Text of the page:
HR Business Partner Career Guide by Western Governors University: A comprehensive career guide that provides insights into the HR business partner role, career paths, required skills, and educational opportunities.

Career Development as an HR Business Partner by Indeed: Discover valuable tips and strategies for advancing your career as an HR business partner, including advice on career development, professional growth, and industry trends.

HR Business Partner Resume Examples by Enhancv: Explore a collection of HR business partner resume examples to get inspiration and guidance on how to showcase your skills, experience, and accomplishments in your resume.


What is the role of an HR business partner?

An HR business partner is responsible for aligning human resources functions with business objectives, collaborating with leadership, providing strategic guidance, and implementing HR initiatives to support organizational goals.

What skills are required to become an HR business partner?

To excel as an HR business partner, essential skills include strong communication and interpersonal skills, strategic thinking, problem-solving abilities, business acumen, and the ability to build relationships and influence stakeholders.

How can I become an HR business partner?

To become an HR business partner, you can pursue a degree in human resources or a related field, gain practical experience in HR roles, develop a strong understanding of business operations, and continuously expand your knowledge through professional development opportunities.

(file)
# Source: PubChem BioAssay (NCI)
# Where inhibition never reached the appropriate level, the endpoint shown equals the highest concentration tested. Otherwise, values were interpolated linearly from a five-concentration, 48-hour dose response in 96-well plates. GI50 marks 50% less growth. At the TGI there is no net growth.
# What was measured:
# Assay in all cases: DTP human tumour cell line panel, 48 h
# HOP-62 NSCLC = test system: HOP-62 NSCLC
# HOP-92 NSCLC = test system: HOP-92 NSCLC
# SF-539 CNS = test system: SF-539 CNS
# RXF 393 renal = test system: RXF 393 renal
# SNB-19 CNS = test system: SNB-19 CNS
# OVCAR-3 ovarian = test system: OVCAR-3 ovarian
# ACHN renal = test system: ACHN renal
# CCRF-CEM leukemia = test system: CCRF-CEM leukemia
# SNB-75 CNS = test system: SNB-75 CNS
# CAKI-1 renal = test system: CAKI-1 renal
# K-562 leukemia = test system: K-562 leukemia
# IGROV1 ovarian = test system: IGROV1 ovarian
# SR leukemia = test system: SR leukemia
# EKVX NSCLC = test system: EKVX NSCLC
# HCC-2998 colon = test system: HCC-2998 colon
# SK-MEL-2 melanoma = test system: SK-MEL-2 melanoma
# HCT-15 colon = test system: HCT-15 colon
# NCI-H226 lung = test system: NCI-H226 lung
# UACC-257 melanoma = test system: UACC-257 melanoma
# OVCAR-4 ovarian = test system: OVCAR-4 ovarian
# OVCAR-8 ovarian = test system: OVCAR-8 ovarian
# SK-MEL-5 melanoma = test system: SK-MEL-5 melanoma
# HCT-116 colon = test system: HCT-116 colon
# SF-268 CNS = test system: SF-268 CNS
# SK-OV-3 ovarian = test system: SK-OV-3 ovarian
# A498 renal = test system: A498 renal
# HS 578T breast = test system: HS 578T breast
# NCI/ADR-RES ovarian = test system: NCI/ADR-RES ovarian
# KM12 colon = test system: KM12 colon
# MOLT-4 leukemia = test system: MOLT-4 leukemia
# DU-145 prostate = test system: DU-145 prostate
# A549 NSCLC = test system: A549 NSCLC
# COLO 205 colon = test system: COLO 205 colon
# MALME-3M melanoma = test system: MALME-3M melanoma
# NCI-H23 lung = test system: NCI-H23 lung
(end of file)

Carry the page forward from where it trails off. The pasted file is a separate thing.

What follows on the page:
What is the difference between an HR business partner and an HR manager?

While both roles involve HR responsibilities, an HR business partner focuses on aligning HR strategies with business objectives and providing strategic support to business leaders. An HR manager, on the other hand, typically oversees day-to-day HR operations and manages HR teams.

Are there any certifications for HR business partners?

Yes, several professional certifications are available for HR professionals, including the HR Certification Institute’s (HRCI) Professional in Human Resources (PHR) and Senior Professional in Human Resources (SPHR) certifications, as well as the Society for Human Resource Management’s (SHRM) Certified Professional (SHRM-CP) and Senior Certified Professional (SHRM-SCP) certifications. These certifications can enhance your credibility and demonstrate your expertise in the field.